Měšťanský Pivovar Havlíčkův Brod - Lev Lion Pale Double Bock

Měšťanský Pivovar Havlíčkův Brod - Lev Lion Pale Double Bock

Beer Club featured in International Beer Club U.S. & International Variety Beer Club

Country:

Czech Republic

Alcohol by Volume:

5.15%

Měšťanský Pivovar Havlíčkův Brod - Lev Lion Pale Double Bock

  • Alcohol by Volume: 5.15%
  • Bottle Size: No
  • Serving Temperature: 42-48°F
  • Suggested Glassware: Pilsner Glass, Flute

A pale double bock, huh? Well, we think it makes sense to think of this more as a riff on the Maibock or Helles Bock style. Expect a very attractive beer in the glass, presenting a crystal clear, rich golden color capped with a large crop of white foam. Grassy, earthy hop aromas come forward immediately, underpinned by some pils malt that lends a bit of a crackery note. Some soft floral notes are apparent as well, along with a distinct and compelling fruity character akin to apple and pear. On the palate, we found this brew quite smooth and medium bodied, offering a fairly robust core of pale malts spiked with those interesting apple-like fruity notes. Crisp in the finish, there's a nice lingering bitterness that builds some further spicy and herbal notes. The Lev Lion Pale Double Bock will go well with a variety of foods including grilled salmon, Caesar salads, or fried chicken. Na zdraví!

There are more than 300 small breweries in the Czech Republic, which has a total area just smaller than the state of South Carolina. With a population of about 8 million people, that’s quite a few breweries per capita. Not surprisingly then, the Czech Republic boasts the highest per capita beer consumption figures in the world. The Czechs consider beer part of their daily life; they will often drink beer with breakfast, lunch, and dinner; after work, or before it, and often during it (on lunch break, of course!). This heritage of beer drinking has a long history behind it. The Czechs have nearly a millennium of beer-brewing experience under their belts. Local agricultural conditions are ideal for growing hops, and their cultivation in Bohemia has been chronicled as far back as 859 A.D., while the first evidence of their export dates back to 903 A.D. These hops were exported to Germany via the Elbe River to the Hamburg hops market in 1101, and to this day the world still cherishes Bohemian (aka Czech) Saaz hops.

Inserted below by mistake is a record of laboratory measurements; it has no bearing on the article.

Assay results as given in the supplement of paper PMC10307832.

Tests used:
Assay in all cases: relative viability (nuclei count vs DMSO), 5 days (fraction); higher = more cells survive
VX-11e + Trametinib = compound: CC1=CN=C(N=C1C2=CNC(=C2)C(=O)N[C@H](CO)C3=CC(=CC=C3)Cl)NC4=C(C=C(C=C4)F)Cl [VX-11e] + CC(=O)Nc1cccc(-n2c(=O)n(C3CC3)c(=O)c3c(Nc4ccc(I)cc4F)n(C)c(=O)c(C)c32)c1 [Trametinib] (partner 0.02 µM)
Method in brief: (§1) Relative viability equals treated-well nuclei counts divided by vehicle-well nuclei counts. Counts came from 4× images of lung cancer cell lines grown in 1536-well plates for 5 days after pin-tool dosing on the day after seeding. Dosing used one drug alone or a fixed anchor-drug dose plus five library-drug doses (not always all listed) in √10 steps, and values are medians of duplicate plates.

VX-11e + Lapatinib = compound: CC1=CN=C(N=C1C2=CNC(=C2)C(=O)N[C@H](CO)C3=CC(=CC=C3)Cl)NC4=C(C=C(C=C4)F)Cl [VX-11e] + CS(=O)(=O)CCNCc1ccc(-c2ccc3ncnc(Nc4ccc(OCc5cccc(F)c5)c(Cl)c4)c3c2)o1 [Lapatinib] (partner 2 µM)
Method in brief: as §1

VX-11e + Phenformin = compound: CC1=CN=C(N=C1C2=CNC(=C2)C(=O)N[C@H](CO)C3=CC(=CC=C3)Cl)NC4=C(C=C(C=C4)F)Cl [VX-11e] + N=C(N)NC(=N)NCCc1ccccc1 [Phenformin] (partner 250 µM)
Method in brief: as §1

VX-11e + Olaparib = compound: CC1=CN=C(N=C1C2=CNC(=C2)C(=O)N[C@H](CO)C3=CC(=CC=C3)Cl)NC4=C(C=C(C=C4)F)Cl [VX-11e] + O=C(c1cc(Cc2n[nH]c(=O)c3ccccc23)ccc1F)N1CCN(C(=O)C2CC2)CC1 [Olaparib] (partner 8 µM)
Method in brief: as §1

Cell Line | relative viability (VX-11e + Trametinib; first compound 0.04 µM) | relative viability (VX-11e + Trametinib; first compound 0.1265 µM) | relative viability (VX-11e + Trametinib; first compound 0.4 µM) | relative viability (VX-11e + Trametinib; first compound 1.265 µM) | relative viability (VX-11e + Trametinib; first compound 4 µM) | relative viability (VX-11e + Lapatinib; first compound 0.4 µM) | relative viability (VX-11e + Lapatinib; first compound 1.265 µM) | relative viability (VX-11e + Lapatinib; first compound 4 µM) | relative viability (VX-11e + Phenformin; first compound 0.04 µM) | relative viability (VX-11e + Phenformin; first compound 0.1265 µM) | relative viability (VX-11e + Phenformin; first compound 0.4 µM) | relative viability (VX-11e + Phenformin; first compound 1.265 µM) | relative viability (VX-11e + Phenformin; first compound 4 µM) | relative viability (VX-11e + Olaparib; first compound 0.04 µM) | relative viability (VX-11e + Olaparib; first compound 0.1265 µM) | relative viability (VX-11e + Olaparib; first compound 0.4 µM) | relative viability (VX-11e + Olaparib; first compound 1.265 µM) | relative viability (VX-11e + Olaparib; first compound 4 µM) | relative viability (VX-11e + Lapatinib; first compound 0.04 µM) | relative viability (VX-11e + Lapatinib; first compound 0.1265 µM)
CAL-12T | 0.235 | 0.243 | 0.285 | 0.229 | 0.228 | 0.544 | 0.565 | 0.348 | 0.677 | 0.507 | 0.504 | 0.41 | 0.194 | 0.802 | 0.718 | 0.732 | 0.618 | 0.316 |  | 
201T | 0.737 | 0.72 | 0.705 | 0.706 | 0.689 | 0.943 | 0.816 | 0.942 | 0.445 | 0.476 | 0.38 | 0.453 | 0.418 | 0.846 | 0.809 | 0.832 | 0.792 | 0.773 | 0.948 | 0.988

Located almost dead center in the Czech Republic, the town of Havlíčkův Brod has been home to breweries large and small since at least the 13th century. Quite a number of breweries have come and gone over the centuries, their demises attributable to the usual suspects: lack of profit, fires or other disasters, or destruction by invaders. Our featured brewery, which takes its name from the town, got its start in the late 19th century. The brewery expanded and modernized several times in the 20th century, and at this current date is one of the most technologically modern breweries in the Czech Republic, complete with its own malt house. Between 1948 and 1990, the brewery was under the ownership of other brewery partners, including the Hradec Králové brewery of eastern Bohemia. But in 1990 the brewery became independent yet again, and when the Hradec Králové brewery went out of business not long afterwards, Pivovar Havlíčkův Brod was able to take over and preserve Hradec's Lev Lion brand – from which this month's beer has been selected.

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